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This instructable is going to show you how to assembling the PIvena Raspberry Pi Case! Head over to my website WildCircuits.com to read more about the PIvena or to thingiverse to download all the design files and make your own.

Step 1: What You Need

Before start building you will need to get all your parts together.

  • A set of lasercut 1/8" baltic birch plywood parts (Thingiverse)
  • A set of 3D printed parts (Thingiverse)
  • (36) - 5/16" length 4-40 screws
  • (11) - 1/2" length 4-40 screws
  • (2) additional 1/2" screws are included in the Model B+ kit
  • (4) - 5/8" length 4-40 screws
  • (6) - 4-40 nuts
  • (2) additional nuts are included in the Model B+ kit.
  • (3) - 1" length standoffs
  • (4) - 1/4" length unthreaded standoffs
  • (1) - micro usb cable
  • (1) - 2.1mm barrel jack
  • (1) - 2.1mm barrel connector for the LCD screen power connection
  • (1) - 5V 2A power supply with a 2.1mm barrel connector (Adafruit)
  • (1) - HDMI cable. I used a 1ft flat cable from (meritline) but you can use whatever you like.
  • (1) - Raspberry PI model B +
  • (1) - 7" HDMI LCD (Adafruit) or (Amazon)

Step 2: Assemble the Base

  1. Get the base plate, (4) 5/16" screws, (4) 3D printed corners
  2. Set the base plate down in the orientation shown in the first picture.
  3. Insert one of the 5/16" screws from the bottom side of the base plate in a corner hole
  4. Screw it into the bottom of the 3D printed corner piece
    1. NOTE: the bottom of the 3D printed corner is flat, while the top has a bump up that is used to align the top pieces.
  5. Repeat for the remaining 3 corners

Step 3: Right Side

  1. Grab the side plate (has a large rectangle cut out with a step in the top), (3) 5/16" screws
  2. Slide the side plate between the 2 3D printed corners.
    1. If it isn't fitting on nicely you may need to rotate the 3D printed corners slightly.
  3. Use (3) 5/16" screws to secure the side plate to the 3D printed corners.

Step 4: Raspberry PI B+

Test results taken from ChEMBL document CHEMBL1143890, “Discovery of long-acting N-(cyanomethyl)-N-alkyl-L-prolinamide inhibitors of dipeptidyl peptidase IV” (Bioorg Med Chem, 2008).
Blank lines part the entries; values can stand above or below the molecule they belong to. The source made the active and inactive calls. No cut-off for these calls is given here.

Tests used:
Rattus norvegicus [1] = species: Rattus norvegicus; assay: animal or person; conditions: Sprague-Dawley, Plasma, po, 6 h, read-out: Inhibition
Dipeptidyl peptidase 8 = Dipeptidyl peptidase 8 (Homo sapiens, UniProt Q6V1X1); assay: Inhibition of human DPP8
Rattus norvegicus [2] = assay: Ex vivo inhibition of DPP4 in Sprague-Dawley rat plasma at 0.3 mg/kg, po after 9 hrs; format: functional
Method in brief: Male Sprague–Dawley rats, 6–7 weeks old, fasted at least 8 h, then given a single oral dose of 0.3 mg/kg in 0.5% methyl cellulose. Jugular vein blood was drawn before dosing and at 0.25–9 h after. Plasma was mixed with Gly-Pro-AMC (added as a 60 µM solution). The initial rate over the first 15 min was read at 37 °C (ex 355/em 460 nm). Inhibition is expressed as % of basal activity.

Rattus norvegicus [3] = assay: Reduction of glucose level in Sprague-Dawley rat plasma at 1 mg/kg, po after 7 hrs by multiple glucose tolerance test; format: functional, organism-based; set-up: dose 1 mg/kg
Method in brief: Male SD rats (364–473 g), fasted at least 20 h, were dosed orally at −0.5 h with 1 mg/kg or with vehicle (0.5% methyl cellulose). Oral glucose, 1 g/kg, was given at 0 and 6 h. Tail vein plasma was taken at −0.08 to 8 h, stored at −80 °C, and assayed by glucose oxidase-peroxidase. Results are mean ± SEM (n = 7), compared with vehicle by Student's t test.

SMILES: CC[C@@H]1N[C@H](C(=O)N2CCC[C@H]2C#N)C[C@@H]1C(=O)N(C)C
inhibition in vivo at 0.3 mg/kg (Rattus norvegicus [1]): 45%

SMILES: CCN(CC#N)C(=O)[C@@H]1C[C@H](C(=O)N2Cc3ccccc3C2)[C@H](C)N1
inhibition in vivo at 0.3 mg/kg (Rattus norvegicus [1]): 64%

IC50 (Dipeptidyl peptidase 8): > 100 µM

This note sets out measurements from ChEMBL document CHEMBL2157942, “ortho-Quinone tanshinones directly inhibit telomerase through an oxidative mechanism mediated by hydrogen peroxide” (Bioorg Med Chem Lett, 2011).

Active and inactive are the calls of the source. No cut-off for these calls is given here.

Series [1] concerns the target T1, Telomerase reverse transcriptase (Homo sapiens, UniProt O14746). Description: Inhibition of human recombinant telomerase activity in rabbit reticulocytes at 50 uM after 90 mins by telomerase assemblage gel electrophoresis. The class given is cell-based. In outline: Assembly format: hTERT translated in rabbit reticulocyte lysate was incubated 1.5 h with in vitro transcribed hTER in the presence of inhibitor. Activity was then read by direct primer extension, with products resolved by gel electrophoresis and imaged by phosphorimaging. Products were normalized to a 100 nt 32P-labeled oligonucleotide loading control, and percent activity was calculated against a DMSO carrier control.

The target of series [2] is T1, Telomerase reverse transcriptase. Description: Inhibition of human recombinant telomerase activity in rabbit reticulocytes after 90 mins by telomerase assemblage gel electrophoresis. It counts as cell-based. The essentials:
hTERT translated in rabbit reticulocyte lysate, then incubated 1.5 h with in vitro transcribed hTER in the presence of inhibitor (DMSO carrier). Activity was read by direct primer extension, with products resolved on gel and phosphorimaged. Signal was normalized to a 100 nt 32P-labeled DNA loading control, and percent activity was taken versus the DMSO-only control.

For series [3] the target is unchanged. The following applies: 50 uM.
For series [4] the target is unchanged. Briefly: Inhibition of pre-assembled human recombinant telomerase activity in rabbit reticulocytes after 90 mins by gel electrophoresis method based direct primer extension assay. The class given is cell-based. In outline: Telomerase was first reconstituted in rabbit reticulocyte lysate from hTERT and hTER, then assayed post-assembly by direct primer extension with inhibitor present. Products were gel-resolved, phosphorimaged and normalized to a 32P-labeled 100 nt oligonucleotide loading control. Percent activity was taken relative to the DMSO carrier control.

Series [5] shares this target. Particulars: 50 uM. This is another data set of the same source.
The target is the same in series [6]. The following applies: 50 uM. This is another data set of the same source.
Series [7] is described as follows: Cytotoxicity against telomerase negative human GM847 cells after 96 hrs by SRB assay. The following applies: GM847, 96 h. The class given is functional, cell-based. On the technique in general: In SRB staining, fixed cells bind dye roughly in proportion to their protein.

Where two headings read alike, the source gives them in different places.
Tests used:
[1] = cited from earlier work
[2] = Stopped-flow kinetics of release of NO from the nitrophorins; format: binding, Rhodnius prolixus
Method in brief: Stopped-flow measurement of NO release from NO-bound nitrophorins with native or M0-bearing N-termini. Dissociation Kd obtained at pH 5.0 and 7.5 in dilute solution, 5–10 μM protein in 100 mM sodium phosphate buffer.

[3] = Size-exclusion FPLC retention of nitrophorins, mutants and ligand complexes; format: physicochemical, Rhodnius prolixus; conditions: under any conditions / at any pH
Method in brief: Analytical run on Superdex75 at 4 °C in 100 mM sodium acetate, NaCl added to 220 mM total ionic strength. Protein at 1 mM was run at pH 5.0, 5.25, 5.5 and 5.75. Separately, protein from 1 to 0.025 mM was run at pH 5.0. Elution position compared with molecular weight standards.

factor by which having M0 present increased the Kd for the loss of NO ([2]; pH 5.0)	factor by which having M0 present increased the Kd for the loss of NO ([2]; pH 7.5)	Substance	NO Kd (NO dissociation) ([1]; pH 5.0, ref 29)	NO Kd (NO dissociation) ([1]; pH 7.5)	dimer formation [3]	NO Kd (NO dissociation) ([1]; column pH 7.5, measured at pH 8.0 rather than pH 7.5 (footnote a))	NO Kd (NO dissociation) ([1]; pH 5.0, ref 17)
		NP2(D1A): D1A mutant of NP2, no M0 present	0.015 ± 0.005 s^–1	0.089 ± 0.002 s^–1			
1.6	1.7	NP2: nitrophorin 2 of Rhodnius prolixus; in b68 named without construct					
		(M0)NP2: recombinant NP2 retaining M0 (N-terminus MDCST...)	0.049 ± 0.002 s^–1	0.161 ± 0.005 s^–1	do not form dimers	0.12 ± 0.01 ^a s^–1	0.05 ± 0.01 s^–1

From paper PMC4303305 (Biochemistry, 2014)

1. Get (4) 5/8" screws, (4) 1/4" unthreaded spacers, (4) 4-40 nuts, Raspberry PI B+
  2. Insert the (4) 5/8" screws from the bottom of the base plate
  3. Slide the (4) 1/4" unthreaded spacers onto the 5/8" screws
  4. Set the Raspberry PI model B+ onto the screws. It should be held off of the base plate by the 1/4" spacers
  5. Use (4) 4-40 nuts to secure the Raspberry PI
    1. There isn't much space around the nuts when they are screwed down. Be sure that they aren't touching any solder or components on the Raspberry PI.

Step 5: Attach the LCD Button Board

  1. Get (2) 1/2" screws, (2) 4-40 nuts, LCD button board
  2. Insert the (2) screws from the bottom of the base plate in the holes for the LCD button board. (See the first picture)
  3. Set the LCD button board on the screws.
  4. Secure the LCD button board with the (2) 4-40 nuts.

Step 6: LCD Main Board and HDMI Cable

  1. Get (6) 5/16" screws, (3) 1" standoffs, LCD main board, HDMI cable.
  2. Insert (3) 5/16" screws for from the bottom of the base plate.
    1. NOTE: There are 4 holes in the base plate for the LCD main board, but you are only going to use 3. Putting a standoff in the hole closest to the Raspberry PI interferes with the Raspberry PI HDMI connection. But don't worry, the three posts hold things nice and sturdy.
  3. Screw the (3) 1" standoffs onto the screws
  4. Plug the LCD button board cable into the LCD main board, as pictured.
  5. Plug the HDMI cable into the Raspberry PI and run it underneath where the LCD main board will be.
  6. Set the LCD main board on the 1" standoffs.
  7. Use (3) 5/16" screws to secure the LCD main board to the 1" standoffs
  8. Plug the HDMI cable into the LCD main board.

Step 7: Wire the Power Plugs

  1. Grab the back plate, Barrel Jack, USB Cable, Barrel Plug.
    1. Heat up your soldering iron.
  2. Insert the Barrel Jack into the back plate. Pay careful attention to orient the connector so that the side you insert the power plug to is the side of the back plate with "5V 2A" engraved on it. The solder connections will be on the side of the back plate opposite the engraved text.